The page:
Artwork © Eric N. Peterson


Do I Have Time to Read One More?

NO! Mastodons still roamed the Earth when tonight’s poetry reading began but you wouldn’t know that, would you? You arrived ten minutes ago and cut in front of the fifteen readers who are still waiting. Two passed into menopause and one developed an enlarged prostate during the feature. You told the MC you had to run off to your daughter’s wedding which will happen next to your grandfather’s simultaneous funeral across from the baseball field hosting your son’s little league playoff. If you’re in such a rush, how did you find the time to read us seven poems, your head down staring at your papers so you didn’t see the next reader on the open mic die from old age. Honestly it feels more like you read seventeen due to your long-winded introductions. Much as it matters to you, the audience doesn’t care about how the rhubarb marmalade you spread on your gluten-free toast inspired your poem. Each member has shown you more patience than that of the love child who would have resulted if Gandhi, Martin Luther King, and Mother Teresa had a three-way. For God’s sake, have some consideration! Some of us would like to visit our grandchildren before they become parents, walk among the pines before the sun swells to a ball of radioactive flame that engulfs the Earth.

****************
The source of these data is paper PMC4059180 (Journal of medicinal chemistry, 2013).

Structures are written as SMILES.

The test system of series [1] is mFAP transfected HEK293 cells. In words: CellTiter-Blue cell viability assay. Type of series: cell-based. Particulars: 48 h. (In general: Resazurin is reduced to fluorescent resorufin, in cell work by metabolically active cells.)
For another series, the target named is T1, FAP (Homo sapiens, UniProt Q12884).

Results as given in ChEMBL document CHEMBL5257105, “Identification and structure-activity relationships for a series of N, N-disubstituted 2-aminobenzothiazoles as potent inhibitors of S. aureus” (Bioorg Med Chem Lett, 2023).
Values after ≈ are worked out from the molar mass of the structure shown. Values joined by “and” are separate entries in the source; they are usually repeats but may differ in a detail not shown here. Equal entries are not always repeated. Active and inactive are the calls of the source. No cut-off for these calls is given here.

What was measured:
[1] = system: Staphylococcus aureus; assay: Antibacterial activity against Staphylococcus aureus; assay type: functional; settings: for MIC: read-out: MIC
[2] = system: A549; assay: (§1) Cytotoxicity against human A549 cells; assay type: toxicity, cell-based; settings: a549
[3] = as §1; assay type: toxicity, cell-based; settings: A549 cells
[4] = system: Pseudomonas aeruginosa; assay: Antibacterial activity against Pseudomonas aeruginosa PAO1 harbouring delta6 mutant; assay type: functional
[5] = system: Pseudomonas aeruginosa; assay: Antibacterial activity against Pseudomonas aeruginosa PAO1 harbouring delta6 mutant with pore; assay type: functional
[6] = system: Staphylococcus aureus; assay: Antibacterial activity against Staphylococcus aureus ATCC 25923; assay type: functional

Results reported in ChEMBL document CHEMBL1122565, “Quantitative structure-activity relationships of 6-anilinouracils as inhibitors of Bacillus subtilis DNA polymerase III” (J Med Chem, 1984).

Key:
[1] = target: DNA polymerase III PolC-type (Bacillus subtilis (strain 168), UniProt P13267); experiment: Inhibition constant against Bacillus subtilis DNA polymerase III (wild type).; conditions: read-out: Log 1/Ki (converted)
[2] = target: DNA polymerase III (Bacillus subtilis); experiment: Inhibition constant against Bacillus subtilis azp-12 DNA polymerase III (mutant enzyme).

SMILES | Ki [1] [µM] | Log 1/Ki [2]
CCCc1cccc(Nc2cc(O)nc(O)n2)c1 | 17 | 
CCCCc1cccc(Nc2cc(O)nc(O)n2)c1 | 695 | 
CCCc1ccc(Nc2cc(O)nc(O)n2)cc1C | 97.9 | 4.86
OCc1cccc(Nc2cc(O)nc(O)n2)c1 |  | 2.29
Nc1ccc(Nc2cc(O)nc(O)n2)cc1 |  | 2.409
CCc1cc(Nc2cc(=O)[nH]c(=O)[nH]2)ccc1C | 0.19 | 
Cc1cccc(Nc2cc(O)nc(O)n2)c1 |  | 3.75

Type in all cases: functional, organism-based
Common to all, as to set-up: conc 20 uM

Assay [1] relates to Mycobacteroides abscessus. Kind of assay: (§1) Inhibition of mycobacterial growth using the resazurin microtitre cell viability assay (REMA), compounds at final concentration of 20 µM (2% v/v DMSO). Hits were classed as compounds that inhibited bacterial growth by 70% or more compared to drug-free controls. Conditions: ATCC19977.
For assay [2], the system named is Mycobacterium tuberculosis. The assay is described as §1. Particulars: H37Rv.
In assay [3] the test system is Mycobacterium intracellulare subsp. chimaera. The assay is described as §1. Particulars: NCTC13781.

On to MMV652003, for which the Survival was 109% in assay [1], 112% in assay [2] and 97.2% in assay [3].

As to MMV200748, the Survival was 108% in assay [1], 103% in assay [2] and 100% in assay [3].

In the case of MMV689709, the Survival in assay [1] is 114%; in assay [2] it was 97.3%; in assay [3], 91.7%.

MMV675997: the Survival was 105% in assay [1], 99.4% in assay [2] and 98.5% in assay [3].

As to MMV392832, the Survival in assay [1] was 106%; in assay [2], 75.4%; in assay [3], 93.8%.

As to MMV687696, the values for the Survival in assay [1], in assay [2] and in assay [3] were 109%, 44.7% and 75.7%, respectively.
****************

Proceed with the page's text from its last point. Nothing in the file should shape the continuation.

Jon Wesick is a regional editor of the San Diego Poetry Annual. He’s published hundreds of poems and stories in journals such as the Atlanta Review, Berkeley Fiction Review, New Verse News, Paterson Literary Review, Pearl, Pirene’s Fountain, Slipstream, Space and Time, and Tales of the Talisman. The editors of Knot Magazine nominated his stories “The Visitor” and “A Story for the Rest of Us” for Pushcart Prizes. His poem “Meditation Instruction” won the Editor’s Choice Award in the 2016 Spirit First Contest. Another poem “Bread and Circuses” won second place in the 2007 African American Writers and Artists Contest. “Richard Feynman’s Commute” shared third place in the 2017 Rhysling Award’s short poem category. Jon is the author of the poetry collections Words of Power, Dances of Freedom and A Foreigner Wherever I Go as well as several novels and short story collections. His most recent novel is The Prague Deception.

Eric N. Peterson is from Atlanta, Ga. He’s been drawing cartoons all his life. He leans towards the absurd, imaginative, and the surreal, as that’s where all the flavor is.